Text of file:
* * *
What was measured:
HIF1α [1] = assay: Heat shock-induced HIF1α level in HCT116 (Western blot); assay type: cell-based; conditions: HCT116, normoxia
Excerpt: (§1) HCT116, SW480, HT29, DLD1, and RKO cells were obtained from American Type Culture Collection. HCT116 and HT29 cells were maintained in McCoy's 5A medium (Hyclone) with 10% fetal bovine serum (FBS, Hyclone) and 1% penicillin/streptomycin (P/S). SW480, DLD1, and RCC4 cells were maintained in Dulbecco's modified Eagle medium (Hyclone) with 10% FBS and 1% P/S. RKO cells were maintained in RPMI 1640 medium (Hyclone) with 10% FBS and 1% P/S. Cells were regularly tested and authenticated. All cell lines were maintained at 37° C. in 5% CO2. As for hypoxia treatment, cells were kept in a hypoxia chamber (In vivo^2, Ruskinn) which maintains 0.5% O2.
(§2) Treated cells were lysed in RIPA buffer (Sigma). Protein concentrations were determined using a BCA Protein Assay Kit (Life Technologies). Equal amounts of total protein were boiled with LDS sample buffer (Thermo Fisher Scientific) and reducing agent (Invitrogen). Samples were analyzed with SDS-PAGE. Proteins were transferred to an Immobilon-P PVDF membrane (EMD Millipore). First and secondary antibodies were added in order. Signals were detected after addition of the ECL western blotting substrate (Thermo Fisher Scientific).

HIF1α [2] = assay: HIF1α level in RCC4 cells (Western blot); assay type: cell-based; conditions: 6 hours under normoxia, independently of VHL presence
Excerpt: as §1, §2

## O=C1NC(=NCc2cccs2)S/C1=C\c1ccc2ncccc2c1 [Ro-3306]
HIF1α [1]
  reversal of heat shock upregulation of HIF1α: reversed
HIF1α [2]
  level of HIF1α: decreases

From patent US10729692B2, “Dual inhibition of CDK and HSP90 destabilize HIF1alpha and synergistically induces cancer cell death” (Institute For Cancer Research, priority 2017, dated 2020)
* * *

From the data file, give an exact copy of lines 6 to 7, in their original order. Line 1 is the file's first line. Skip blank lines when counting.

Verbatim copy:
Excerpt: as §1, §2

## O=C1NC(=NCc2cccs2)S/C1=C\c1ccc2ncccc2c1 [Ro-3306]